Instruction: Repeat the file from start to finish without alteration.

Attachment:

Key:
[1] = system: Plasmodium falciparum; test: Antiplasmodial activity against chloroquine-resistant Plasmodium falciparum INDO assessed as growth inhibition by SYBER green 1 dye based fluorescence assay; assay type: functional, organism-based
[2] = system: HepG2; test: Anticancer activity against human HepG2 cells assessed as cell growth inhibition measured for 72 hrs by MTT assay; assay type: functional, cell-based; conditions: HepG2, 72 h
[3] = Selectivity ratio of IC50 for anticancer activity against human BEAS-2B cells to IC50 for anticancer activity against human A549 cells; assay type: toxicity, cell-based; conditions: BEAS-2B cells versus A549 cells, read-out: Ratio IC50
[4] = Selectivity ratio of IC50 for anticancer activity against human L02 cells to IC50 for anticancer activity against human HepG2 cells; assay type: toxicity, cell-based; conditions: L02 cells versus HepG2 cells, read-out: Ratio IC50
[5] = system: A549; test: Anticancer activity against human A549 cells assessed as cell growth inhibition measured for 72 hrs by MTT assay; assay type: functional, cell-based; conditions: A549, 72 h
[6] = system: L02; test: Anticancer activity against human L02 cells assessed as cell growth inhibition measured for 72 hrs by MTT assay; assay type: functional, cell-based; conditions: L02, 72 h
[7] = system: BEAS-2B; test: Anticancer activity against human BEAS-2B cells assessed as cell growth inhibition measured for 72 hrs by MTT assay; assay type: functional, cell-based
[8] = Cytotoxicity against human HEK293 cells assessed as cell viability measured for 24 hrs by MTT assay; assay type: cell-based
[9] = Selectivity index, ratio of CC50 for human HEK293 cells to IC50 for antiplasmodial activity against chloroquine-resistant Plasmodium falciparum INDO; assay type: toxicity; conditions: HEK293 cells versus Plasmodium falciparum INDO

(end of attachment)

Key:
[1] = system: Plasmodium falciparum; test: Antiplasmodial activity against chloroquine-resistant Plasmodium falciparum INDO assessed as growth inhibition by SYBER green 1 dye based fluorescence assay; assay type: functional, organism-based
[2] = system: HepG2; test: Anticancer activity against human HepG2 cells assessed as cell growth inhibition measured for 72 hrs by MTT assay; assay type: functional, cell-based; conditions: HepG2, 72 h
[3] = Selectivity ratio of IC50 for anticancer activity against human BEAS-2B cells to IC50 for anticancer activity against human A549 cells; assay type: toxicity, cell-based; conditions: BEAS-2B cells versus A549 cells, read-out: Ratio IC50
[4] = Selectivity ratio of IC50 for anticancer activity against human L02 cells to IC50 for anticancer activity against human HepG2 cells; assay type: toxicity, cell-based; conditions: L02 cells versus HepG2 cells, read-out: Ratio IC50
[5] = system: A549; test: Anticancer activity against human A549 cells assessed as cell growth inhibition measured for 72 hrs by MTT assay; assay type: functional, cell-based; conditions: A549, 72 h
[6] = system: L02; test: Anticancer activity against human L02 cells assessed as cell growth inhibition measured for 72 hrs by MTT assay; assay type: functional, cell-based; conditions: L02, 72 h
[7] = system: BEAS-2B; test: Anticancer activity against human BEAS-2B cells assessed as cell growth inhibition measured for 72 hrs by MTT assay; assay type: functional, cell-based
[8] = Cytotoxicity against human HEK293 cells assessed as cell viability measured for 24 hrs by MTT assay; assay type: cell-based
[9] = Selectivity index, ratio of CC50 for human HEK293 cells to IC50 for antiplasmodial activity against chloroquine-resistant Plasmodium falciparum INDO; assay type: toxicity; conditions: HEK293 cells versus Plasmodium falciparum INDO